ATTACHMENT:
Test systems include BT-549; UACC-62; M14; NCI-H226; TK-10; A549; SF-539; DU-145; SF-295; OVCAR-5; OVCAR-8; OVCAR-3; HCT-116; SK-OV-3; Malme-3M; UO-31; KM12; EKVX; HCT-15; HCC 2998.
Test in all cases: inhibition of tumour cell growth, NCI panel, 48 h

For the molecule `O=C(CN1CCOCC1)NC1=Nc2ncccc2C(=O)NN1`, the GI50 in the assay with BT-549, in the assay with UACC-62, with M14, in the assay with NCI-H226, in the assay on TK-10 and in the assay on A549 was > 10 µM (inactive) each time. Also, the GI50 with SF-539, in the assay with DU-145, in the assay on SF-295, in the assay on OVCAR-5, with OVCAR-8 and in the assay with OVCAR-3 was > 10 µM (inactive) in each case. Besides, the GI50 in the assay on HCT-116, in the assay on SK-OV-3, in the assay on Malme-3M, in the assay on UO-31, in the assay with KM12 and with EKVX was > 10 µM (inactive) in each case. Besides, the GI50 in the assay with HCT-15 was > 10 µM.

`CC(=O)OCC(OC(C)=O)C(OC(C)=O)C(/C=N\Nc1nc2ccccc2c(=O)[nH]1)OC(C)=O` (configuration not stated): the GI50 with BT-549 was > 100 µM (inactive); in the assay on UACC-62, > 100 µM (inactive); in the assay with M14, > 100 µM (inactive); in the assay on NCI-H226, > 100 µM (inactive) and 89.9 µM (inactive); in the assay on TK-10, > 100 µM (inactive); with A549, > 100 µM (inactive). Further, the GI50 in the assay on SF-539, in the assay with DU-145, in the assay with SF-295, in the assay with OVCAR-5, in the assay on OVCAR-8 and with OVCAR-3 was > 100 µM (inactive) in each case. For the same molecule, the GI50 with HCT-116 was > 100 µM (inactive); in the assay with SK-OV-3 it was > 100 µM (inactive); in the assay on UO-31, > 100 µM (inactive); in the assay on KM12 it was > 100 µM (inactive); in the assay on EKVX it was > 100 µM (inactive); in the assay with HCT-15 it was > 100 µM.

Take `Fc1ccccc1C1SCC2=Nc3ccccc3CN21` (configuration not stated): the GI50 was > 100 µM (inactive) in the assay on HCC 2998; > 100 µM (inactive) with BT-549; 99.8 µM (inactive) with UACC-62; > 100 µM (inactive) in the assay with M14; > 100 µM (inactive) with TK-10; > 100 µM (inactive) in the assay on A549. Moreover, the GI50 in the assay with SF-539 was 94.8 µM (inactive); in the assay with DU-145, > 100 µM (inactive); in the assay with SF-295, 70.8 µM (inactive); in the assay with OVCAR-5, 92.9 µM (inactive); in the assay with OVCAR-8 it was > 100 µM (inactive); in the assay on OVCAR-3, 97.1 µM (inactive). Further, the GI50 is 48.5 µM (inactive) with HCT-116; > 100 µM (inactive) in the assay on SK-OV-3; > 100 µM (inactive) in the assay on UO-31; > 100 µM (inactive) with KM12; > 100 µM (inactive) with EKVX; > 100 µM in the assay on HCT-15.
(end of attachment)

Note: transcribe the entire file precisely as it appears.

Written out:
Test systems include BT-549; UACC-62; M14; NCI-H226; TK-10; A549; SF-539; DU-145; SF-295; OVCAR-5; OVCAR-8; OVCAR-3; HCT-116; SK-OV-3; Malme-3M; UO-31; KM12; EKVX; HCT-15; HCC 2998.
Test in all cases: inhibition of tumour cell growth, NCI panel, 48 h

For the molecule `O=C(CN1CCOCC1)NC1=Nc2ncccc2C(=O)NN1`, the GI50 in the assay with BT-549, in the assay with UACC-62, with M14, in the assay with NCI-H226, in the assay on TK-10 and in the assay on A549 was > 10 µM (inactive) each time. Also, the GI50 with SF-539, in the assay with DU-145, in the assay on SF-295, in the assay on OVCAR-5, with OVCAR-8 and in the assay with OVCAR-3 was > 10 µM (inactive) in each case. Besides, the GI50 in the assay on HCT-116, in the assay on SK-OV-3, in the assay on Malme-3M, in the assay on UO-31, in the assay with KM12 and with EKVX was > 10 µM (inactive) in each case. Besides, the GI50 in the assay with HCT-15 was > 10 µM.

`CC(=O)OCC(OC(C)=O)C(OC(C)=O)C(/C=N\Nc1nc2ccccc2c(=O)[nH]1)OC(C)=O` (configuration not stated): the GI50 with BT-549 was > 100 µM (inactive); in the assay on UACC-62, > 100 µM (inactive); in the assay with M14, > 100 µM (inactive); in the assay on NCI-H226, > 100 µM (inactive) and 89.9 µM (inactive); in the assay on TK-10, > 100 µM (inactive); with A549, > 100 µM (inactive). Further, the GI50 in the assay on SF-539, in the assay with DU-145, in the assay with SF-295, in the assay with OVCAR-5, in the assay on OVCAR-8 and with OVCAR-3 was > 100 µM (inactive) in each case. For the same molecule, the GI50 with HCT-116 was > 100 µM (inactive); in the assay with SK-OV-3 it was > 100 µM (inactive); in the assay on UO-31, > 100 µM (inactive); in the assay on KM12 it was > 100 µM (inactive); in the assay on EKVX it was > 100 µM (inactive); in the assay with HCT-15 it was > 100 µM.

Take `Fc1ccccc1C1SCC2=Nc3ccccc3CN21` (configuration not stated): the GI50 was > 100 µM (inactive) in the assay on HCC 2998; > 100 µM (inactive) with BT-549; 99.8 µM (inactive) with UACC-62; > 100 µM (inactive) in the assay with M14; > 100 µM (inactive) with TK-10; > 100 µM (inactive) in the assay on A549. Moreover, the GI50 in the assay with SF-539 was 94.8 µM (inactive); in the assay with DU-145, > 100 µM (inactive); in the assay with SF-295, 70.8 µM (inactive); in the assay with OVCAR-5, 92.9 µM (inactive); in the assay with OVCAR-8 it was > 100 µM (inactive); in the assay on OVCAR-3, 97.1 µM (inactive). Further, the GI50 is 48.5 µM (inactive) with HCT-116; > 100 µM (inactive) in the assay on SK-OV-3; > 100 µM (inactive) in the assay on UO-31; > 100 µM (inactive) with KM12; > 100 µM (inactive) with EKVX; > 100 µM in the assay on HCT-15.